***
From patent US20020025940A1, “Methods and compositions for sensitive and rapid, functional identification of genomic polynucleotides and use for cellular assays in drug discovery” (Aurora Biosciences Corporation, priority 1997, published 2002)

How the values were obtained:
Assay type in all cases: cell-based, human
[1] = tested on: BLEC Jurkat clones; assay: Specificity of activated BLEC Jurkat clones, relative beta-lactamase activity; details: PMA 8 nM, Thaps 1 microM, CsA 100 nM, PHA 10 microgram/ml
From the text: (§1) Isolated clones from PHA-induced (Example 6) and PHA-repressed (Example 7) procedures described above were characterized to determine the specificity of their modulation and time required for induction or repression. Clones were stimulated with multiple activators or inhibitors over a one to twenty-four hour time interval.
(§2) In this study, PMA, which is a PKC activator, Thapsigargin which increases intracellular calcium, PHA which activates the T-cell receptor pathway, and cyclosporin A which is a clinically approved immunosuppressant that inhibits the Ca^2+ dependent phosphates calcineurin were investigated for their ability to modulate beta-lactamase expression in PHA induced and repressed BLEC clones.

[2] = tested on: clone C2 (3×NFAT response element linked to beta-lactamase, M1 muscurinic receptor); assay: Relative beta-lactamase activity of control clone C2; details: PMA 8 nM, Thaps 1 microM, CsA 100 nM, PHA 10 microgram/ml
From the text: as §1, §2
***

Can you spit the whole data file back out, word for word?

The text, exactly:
From patent US20020025940A1, “Methods and compositions for sensitive and rapid, functional identification of genomic polynucleotides and use for cellular assays in drug discovery” (Aurora Biosciences Corporation, priority 1997, published 2002)

How the values were obtained:
Assay type in all cases: cell-based, human
[1] = tested on: BLEC Jurkat clones; assay: Specificity of activated BLEC Jurkat clones, relative beta-lactamase activity; details: PMA 8 nM, Thaps 1 microM, CsA 100 nM, PHA 10 microgram/ml
From the text: (§1) Isolated clones from PHA-induced (Example 6) and PHA-repressed (Example 7) procedures described above were characterized to determine the specificity of their modulation and time required for induction or repression. Clones were stimulated with multiple activators or inhibitors over a one to twenty-four hour time interval.
(§2) In this study, PMA, which is a PKC activator, Thapsigargin which increases intracellular calcium, PHA which activates the T-cell receptor pathway, and cyclosporin A which is a clinically approved immunosuppressant that inhibits the Ca^2+ dependent phosphates calcineurin were investigated for their ability to modulate beta-lactamase expression in PHA induced and repressed BLEC clones.

[2] = tested on: clone C2 (3×NFAT response element linked to beta-lactamase, M1 muscurinic receptor); assay: Relative beta-lactamase activity of control clone C2; details: PMA 8 nM, Thaps 1 microM, CsA 100 nM, PHA 10 microgram/ml
From the text: as §1, §2